Link also has a set of plates and bowls and flatware, just like ours. He is two years old and has only ever broken one dish. He helps me take them to the kitchen when he is finished eating and is very careful with them. Eventually, I'll have them in a cabinet that he can reach so that he can also help me set the table. It takes a little more effort on my part to make sure he isn't breaking his plates or drinking glasses, but I think it was worth the effort to see him treat his things so well. Here's a good quote:
Whenever it is possible and safe, we give beautiful, breakable materials to the child, respectfully sharing with him what the rest of the family uses—pottery, glass, metal, real tools. There is a great increase in the self-respect of the child when she is allowed to use our things, instead of being given plastic substitutes. There is also a corresponding respect for, and caring for, the materials when they are beautiful and breakable. 
Speaking of setting the table, we don't follow the Montessori rule about not strapping your child down in a high chair. I just didn't have the patience for this one. We do have a child sized table, which my dad cut the legs off of so that it is at just the right height for Link. We eat snacks here and do lots of activities. For dinner, Link sits with us at the table in his highchair and is not allowed down until dinner is over. During snacks, I do a lot of reminding Link that once he gets up from his table, he is all done and mommy will help him put his food away. It takes so much patience for both of us, that we don't do it a whole lot. But we do it enough (I think) that eventually he'll understand and as he gets older will know that we don't eat and run around the house.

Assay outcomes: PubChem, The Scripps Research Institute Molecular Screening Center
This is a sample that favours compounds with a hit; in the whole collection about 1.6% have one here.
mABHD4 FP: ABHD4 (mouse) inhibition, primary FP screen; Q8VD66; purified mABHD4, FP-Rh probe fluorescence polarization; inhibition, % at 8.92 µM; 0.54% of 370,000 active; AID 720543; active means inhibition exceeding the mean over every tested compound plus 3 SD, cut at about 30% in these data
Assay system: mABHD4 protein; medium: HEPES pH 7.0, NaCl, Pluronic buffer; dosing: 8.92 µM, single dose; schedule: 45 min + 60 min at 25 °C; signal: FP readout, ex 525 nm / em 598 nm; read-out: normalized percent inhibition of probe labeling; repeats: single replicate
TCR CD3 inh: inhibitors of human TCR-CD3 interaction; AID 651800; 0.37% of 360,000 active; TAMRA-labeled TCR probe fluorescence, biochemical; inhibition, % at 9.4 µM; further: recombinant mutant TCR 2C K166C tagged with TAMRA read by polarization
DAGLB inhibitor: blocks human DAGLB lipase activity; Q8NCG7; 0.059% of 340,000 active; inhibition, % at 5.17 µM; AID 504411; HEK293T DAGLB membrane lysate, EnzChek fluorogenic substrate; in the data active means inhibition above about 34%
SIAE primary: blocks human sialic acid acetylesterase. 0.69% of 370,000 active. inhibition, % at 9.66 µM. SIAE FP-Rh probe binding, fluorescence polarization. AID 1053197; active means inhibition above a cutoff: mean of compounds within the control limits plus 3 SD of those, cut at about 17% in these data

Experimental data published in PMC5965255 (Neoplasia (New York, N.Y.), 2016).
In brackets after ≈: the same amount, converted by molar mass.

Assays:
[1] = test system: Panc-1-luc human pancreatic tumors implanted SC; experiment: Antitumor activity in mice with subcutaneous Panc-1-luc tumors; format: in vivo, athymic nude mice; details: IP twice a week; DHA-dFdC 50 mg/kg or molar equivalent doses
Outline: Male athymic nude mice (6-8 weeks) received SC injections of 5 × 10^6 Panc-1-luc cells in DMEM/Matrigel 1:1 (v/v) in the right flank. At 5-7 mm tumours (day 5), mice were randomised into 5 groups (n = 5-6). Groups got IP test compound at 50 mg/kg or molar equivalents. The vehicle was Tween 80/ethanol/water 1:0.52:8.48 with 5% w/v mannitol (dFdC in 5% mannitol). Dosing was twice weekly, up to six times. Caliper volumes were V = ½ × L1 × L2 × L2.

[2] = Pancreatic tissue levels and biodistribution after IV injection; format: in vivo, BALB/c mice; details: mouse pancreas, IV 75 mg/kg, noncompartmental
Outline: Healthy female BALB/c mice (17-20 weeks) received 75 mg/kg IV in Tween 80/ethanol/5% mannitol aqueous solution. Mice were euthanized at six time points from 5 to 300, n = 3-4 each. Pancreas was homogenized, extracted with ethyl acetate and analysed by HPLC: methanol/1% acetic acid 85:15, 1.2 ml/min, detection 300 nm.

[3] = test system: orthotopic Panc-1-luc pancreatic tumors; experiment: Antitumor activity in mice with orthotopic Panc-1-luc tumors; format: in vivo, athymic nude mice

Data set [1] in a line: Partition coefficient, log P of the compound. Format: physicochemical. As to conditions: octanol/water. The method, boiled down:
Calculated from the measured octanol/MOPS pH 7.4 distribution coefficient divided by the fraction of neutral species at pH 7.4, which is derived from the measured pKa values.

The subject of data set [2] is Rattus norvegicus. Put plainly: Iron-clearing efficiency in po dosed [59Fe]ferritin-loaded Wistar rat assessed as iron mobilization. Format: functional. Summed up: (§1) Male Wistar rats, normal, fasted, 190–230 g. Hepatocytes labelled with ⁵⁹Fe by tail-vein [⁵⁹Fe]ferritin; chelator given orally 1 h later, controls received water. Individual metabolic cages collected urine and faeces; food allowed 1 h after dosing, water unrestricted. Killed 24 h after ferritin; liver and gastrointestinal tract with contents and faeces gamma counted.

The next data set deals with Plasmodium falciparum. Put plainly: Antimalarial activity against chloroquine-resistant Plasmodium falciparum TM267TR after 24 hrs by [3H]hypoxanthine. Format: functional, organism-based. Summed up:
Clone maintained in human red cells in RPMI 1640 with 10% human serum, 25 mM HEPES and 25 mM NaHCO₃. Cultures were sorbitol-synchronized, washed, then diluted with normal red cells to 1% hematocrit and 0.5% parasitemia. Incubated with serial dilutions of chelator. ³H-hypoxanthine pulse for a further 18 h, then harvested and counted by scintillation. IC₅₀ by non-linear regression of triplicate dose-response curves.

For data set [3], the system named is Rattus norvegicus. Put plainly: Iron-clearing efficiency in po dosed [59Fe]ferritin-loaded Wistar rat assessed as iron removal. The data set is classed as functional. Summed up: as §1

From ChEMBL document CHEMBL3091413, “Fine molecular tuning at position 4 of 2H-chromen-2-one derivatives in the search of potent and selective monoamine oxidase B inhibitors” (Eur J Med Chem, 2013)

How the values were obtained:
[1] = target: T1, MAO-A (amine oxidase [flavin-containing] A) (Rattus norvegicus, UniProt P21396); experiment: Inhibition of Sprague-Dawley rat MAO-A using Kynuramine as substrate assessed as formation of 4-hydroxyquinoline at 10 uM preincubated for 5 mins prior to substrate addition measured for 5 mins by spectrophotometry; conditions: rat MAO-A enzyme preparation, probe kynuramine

One of my favorite Montessori ideas is 'letting' your little one help with household tasks. Link loves this!! I actually feel guilty when I unload the dishwasher without him! And I have to say, it is pretty stinkin cute to see him getting his little vacuum cleaner or sweeper out to clean under his little table. He'll vacuum right beside me, or sometimes just get it out to clean up; he's the best! He also likes to help cook, though I'll admit I don't do this one as much as I should. He helps with things like muffins and fruit smoothies. Again, it takes a lot of patience, but it is worth it. He also of course helps water the plants. Some things I'd like to get him helping with is hanging his diapers to dry, though I'm not sure how well he'll be able to use the clothes pins, and sweeping. He has a broom, but can't use it correctly. I really need to work on teaching him how, but he has so far been a little resistant to taking lessons in that area. This is a long quote, but here it is: